SBC News UKGC seeks “greater clarity” from stakeholders for financial white paper proposals
Stuttgart, Germany - 04-01-2023: Person holding smartphone with web page of British public body Gambling Commission on screen in front of logo. Focus on center of phone display. Unmodified photo.

UKGC seeks “greater clarity” from stakeholders for financial white paper proposals

The UK Gambling Commission (UKGC) has begun its next set of consultations examining the government’s white paper proposals which cover financial penalties and financial key event reporting.

The consultations – running for 13 weeks – are part of the commission’s second batch which were launched at the end of November, but will have a different closing date of 15 March 2024.

Kay Roberts, Executive Director of Operations at the UKGC, stated: “These consultations are part of our continued drive to ensure Britain has the world’s most effectively regulated gambling sector.

“We would urge all our stakeholders to take the time out to have their say on these consultations as all views on proposed changes will be considered.”

Regarding financial penalties, the UKGC is asking gambling stakeholders to share their thoughts to achieve “greater clarity and transparency” regarding the way that penalties are calculated after an operator breaches regulatory rules.

The consultation will ask stakeholders to provide opinions on “a proposal for determining the starting point for the penal element of the penalty by reference to the seriousness of the breach and a percentage of Gross Gambling Yield or equivalent income generated during the period of the breach”.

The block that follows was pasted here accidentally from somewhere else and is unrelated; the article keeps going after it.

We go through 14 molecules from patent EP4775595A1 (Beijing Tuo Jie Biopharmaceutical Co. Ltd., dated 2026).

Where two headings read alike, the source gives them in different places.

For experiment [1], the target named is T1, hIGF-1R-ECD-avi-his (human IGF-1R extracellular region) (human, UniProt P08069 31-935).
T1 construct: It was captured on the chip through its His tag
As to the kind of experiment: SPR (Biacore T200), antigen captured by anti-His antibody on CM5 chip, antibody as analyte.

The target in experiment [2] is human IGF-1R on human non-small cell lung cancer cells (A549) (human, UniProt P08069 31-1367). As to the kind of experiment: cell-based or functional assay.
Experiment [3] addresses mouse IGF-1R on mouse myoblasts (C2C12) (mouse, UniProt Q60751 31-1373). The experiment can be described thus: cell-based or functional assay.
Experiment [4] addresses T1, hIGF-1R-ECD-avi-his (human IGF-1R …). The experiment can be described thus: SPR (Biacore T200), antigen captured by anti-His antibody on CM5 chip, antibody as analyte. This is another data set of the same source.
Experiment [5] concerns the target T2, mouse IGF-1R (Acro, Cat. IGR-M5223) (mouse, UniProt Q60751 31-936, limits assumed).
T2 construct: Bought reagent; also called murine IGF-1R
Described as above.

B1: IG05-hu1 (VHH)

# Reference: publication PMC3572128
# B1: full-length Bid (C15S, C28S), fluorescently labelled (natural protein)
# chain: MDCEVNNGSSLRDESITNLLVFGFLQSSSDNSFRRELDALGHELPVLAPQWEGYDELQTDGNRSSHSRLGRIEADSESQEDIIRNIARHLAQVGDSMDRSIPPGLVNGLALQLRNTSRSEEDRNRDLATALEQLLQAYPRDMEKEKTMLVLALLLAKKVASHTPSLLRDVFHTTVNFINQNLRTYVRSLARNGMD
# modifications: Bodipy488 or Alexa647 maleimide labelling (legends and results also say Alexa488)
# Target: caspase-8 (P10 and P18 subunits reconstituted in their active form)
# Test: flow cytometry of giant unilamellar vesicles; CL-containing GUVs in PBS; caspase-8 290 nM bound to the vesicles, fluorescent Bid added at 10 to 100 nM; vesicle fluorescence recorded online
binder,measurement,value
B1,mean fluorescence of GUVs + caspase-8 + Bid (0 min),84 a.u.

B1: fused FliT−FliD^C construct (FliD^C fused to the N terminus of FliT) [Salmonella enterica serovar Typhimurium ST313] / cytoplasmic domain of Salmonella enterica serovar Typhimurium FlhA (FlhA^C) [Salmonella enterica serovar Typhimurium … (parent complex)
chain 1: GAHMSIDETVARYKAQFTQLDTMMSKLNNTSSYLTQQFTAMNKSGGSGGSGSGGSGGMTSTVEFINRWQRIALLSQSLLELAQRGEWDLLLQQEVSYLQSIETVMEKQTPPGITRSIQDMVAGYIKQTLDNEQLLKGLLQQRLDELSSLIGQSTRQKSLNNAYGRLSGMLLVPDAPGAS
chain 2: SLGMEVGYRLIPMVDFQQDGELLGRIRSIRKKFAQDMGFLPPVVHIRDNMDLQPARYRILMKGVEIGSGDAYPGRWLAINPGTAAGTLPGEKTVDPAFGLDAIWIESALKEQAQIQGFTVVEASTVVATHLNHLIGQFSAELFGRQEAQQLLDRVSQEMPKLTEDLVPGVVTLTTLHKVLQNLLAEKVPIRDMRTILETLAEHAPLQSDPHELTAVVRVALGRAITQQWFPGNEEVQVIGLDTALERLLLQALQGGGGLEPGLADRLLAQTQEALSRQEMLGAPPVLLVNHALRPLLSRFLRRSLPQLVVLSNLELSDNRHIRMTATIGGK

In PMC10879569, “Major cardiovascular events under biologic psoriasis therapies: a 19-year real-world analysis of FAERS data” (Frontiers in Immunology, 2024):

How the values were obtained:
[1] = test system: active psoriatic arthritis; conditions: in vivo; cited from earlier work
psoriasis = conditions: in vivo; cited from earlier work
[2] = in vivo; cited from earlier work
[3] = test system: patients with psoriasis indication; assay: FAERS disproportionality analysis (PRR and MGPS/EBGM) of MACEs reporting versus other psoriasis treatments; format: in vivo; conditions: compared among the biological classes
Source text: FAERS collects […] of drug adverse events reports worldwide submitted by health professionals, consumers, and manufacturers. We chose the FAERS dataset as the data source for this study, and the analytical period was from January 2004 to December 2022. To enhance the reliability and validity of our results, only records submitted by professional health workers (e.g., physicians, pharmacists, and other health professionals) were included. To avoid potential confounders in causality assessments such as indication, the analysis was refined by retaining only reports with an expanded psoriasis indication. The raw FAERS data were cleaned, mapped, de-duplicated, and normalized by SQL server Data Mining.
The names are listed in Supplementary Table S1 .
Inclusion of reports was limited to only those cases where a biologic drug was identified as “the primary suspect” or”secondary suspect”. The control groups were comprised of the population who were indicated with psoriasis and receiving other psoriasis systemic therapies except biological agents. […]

Looking at financial key event reporting, the UKGC is seeking stakeholder thoughts on relevant information – ownership, finances and interests – that licensees submit to it, as it believes current requirements “risk potential gaps” in understanding a licensee’s financial position and association with others.

Currently, licensees are required to tell the Commission when a person becomes a 3% or more licensee shareholder, as well as when the licensee enters into a loan with an entity that is not Financial Conduct Authority regulated.

However, some licensees are in jurisdictions “where the governance arrangements mean that some licensees cannot meet the 3% shareholder reporting requirement because they cannot access information about shareholdings below this level”. 

This has led to some licensees having conditions which allow for a 5% threshold reporting requirement to apply to them.

The UKGC proposes amendments to these rules to account for “the increase in complexity of mergers and acquisitions, and the increased globalisation of gambling”.

The other topics being covered in the regulator’s second batch of consultations include socially responsible incentives; customer-led tools; transparency of protection of customer funds; removing commission requirements that would become obsolete due to the government’s upcoming statutory levy; and regulatory data.

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